Copeland’s Labour candidate in last year’s election has called for Jeremy Corbyn’s party suspension to be lifted, and condemned what he describes as a “McCarthyite” suppression of discussion over anti-Semitism in the party.

Tony Lywood, who fought last year’s General Election battle to reclaim Labour’s Copeland seat from Conservative Trudy Harrison after her shock by-election win in 2017, agreed with former Labour leader Jeremy Corbyn’s assessment that the prevalence of anti-Semitism in the Labour Party had been “overstated” by political opponents.

“This is being used as a political tool to beat Corbyn over the head,” he said. “I will not stand for it any longer.”

Mr Lywood’s comments come amid an internal Labour Party investigation into statements he made recently.

The issue of anti-Semitism within the Labour Party was brought to the fore again at the end of October, with the publication of an Equality and Human Rights Commission (EHRC) report into the handling of complaints of anti-Semitism within the Labour Party during Mr Corbyn’s tenure as leader.

The EHRC investigation “found significant failings in the way the Labour Party has handled anti-Semitism complaints over the last four years”, including examples of “harassment, discrimination and political interference”.

It also found a “lack of leadership within the Labour Party on these issues” during Mr Corbyn’s tenure.

Mr Lywood said he felt the guts of the EHRC report revealed anti-Semitism is not “widespread” in the party.

“If you read the EHRC report, which is 130 pages long, you will find that in terms of harassment, the number of people who had actually been harassed amounted to two,” he said.

He added that he did not want to diminish the “dreadful, dreadful” existence of any anti-Semitism in the Labour Party, but Mr Lywood does not believe it is “ingrained” in the Labour Party.

“Jeremy Corbyn is not an innocent man,” Mr Lywood said. “He presided over a disciplinary situation that was not fit for purpose.”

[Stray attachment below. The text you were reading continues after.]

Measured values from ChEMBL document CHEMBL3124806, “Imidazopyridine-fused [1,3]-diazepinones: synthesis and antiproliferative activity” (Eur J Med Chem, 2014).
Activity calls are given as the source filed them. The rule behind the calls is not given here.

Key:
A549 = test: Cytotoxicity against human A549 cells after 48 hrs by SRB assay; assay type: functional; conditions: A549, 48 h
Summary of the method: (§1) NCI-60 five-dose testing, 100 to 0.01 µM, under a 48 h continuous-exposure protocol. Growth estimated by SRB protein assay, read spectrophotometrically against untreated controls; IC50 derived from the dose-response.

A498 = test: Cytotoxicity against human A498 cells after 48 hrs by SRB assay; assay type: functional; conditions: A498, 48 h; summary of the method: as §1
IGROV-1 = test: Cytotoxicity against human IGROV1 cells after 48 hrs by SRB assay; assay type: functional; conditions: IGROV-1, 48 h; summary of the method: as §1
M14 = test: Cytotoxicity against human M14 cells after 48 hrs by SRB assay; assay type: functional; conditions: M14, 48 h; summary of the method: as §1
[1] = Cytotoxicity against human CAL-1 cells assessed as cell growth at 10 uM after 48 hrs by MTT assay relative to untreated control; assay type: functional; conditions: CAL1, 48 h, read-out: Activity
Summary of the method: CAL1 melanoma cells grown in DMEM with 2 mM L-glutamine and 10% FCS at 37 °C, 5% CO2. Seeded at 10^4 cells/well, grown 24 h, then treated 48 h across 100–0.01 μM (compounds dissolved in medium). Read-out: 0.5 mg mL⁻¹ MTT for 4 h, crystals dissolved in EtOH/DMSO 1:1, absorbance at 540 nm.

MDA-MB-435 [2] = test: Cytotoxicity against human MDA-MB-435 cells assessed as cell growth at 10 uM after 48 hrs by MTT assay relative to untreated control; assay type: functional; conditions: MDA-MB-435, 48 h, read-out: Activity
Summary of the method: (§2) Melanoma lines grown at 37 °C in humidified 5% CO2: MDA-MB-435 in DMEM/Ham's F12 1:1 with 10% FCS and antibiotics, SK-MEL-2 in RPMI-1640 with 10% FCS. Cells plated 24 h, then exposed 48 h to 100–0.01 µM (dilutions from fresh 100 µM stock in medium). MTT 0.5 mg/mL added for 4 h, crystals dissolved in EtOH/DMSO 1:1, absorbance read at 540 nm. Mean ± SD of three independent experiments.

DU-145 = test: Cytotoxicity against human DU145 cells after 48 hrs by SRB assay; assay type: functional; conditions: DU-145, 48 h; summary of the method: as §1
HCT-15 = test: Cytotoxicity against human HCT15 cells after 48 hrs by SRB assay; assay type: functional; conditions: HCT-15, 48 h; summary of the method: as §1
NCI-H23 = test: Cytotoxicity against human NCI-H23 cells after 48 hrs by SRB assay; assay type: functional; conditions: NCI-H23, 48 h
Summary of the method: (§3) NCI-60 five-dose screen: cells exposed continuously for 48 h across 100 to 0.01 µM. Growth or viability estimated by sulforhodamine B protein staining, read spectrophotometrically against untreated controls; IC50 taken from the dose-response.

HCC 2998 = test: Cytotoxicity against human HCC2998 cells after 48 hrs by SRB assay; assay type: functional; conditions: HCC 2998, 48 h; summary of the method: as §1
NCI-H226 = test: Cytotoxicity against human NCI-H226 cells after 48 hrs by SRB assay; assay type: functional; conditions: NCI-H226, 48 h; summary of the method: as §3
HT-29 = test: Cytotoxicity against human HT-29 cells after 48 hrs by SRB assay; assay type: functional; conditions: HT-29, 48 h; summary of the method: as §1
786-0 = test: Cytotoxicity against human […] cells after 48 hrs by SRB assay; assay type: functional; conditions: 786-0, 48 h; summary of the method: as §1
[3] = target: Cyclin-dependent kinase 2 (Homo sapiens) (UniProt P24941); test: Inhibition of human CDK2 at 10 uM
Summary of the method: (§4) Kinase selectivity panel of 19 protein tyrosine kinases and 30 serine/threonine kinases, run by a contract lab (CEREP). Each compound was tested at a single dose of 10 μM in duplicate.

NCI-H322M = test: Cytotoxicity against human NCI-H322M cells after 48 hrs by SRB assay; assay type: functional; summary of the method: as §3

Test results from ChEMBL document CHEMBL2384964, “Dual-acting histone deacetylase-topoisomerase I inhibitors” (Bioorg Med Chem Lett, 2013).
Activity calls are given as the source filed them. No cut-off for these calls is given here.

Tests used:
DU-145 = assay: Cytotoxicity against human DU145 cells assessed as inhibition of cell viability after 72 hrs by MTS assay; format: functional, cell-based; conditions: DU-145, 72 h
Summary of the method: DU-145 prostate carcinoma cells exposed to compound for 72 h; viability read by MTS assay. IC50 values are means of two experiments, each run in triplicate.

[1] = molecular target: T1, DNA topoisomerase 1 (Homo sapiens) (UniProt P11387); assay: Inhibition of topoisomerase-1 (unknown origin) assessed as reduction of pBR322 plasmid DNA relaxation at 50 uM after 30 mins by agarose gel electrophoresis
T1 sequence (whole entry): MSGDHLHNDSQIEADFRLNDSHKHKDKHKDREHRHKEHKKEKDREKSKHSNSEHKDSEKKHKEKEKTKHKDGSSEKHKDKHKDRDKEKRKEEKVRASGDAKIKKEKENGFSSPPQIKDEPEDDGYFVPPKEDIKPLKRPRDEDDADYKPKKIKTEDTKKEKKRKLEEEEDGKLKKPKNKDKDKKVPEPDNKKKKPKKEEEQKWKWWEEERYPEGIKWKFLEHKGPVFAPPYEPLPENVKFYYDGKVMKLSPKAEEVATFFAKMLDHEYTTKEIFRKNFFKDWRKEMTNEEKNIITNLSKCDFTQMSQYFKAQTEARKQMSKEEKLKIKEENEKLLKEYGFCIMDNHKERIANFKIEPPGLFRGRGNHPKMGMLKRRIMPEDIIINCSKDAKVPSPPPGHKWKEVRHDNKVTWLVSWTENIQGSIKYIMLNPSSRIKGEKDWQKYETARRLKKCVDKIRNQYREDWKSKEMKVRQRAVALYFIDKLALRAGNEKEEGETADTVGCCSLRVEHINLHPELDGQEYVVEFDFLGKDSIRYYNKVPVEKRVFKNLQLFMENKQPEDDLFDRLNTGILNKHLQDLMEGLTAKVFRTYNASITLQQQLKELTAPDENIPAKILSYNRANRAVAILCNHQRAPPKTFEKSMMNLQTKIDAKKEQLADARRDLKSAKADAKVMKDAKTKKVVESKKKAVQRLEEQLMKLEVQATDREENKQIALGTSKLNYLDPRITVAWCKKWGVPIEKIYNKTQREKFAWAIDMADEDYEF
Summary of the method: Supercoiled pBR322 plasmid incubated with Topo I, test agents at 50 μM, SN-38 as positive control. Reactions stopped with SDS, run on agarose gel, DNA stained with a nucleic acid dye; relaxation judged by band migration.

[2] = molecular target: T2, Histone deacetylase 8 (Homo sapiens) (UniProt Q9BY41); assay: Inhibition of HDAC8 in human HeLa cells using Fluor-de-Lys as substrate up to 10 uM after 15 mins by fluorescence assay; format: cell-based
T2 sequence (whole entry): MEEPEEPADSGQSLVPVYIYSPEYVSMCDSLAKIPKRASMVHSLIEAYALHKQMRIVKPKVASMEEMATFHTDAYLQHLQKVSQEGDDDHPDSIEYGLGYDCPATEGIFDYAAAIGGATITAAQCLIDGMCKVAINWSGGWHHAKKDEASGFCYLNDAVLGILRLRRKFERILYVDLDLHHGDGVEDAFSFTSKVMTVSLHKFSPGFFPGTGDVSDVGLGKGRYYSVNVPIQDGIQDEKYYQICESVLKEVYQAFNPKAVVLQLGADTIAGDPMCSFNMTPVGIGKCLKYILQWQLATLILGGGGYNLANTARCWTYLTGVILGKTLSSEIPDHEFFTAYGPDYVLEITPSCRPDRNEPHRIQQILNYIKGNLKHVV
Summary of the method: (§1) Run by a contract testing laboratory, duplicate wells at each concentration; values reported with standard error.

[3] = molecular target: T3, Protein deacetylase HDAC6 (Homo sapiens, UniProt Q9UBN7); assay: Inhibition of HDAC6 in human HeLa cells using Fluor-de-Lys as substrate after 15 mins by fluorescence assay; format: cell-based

He added he fully accepts the conclusions of the EHRC report, but condemned what he described as attempts to silence dissent within the party. He drew comparisons with the smearing of public figures suspected of communist sympathies, led by US Senator Joseph McCarthy in the 1950s.

“There is becoming now, within the party, an almost ‘McCarthyite’ view, whereby even if you challenge the idea that anti-Semitism is rife within the party, it is almost akin to being an anti-Semite yourself,” he said.

“It’s gone so far, that I’m no longer prepared to put up with it.”

Mr Lywood said it was ironic Mr Starmer has in recent days praised US President-elect Joe Biden for creating a "successful” left-leaning Democrat party by “uniting” it.

“I think by suspending Jeremy Corbyn - and probably by suspending me, which is almost certainly going to happen - I’m not sure that’s going to help party unity,” he said.

“If Labour leader Kier Starmer wishes to heal the current divisions in the party, he must reinstate former leader Jeremy Corbyn.”

Mr Lywood stressed that he believed the findings of the EHRC report were “quite correct”.

“I completely back it. But it was a governance report, about process, more than anything else.

“It was about how wanting our process was on disciplining people - and it was.

“We have more than 500,000 members. Even if there’s one anti-Semite in the party, I would hope we would throw them out of the party instantaneously, once due process to prove everything has been followed.”

However, he said the report was now being used for “political purposes”.

“I think it’s being used more for political purposes, to demonise Jeremy Corbyn, and the left of the party.”

Mr Lywood said that alongside the removal of Mr Corbyn’s suspension, he wanted to see “less control over everything that can be discussed” exercised within the party.

“I would like to see our Jewish brethren come back into the party, and not feel like they are not welcome, because they are welcome - by me, by everybody else.”

Mr Lywood, who has been a member of the Labour Party since 1975, said he has never experienced anti-Semitism within the party personally.

He said he himself was once subject to an antisemitic attack in Leeds. “It went to court, people went to jail over it,” he said. “I know what it feels like to be singled out racially.”

He added that “the idea that there’s anti-Semitism in Cumbria is just ridiculous.

There may be some clumsy wording by some people who are not as articulate as others, but I just don’t see it.

“I would say there’s more Islamophobia, homophobia, transphobia in Cumbrian than anti-Semitism.

“I’ve seen Islamophobia within the party when I was in Leeds. But I have to say, I’ve never seen anti-Semitism.

“I’m not saying I don’t think it exists. I’m saying I don’t think it’s as widespread as people are trying to portray.”

A spokesman for Labour said: “The Labour Party takes all complaints extremely seriously. They are fully investigated in line with our rules and procedures, and any appropriate disciplinary action is taken.”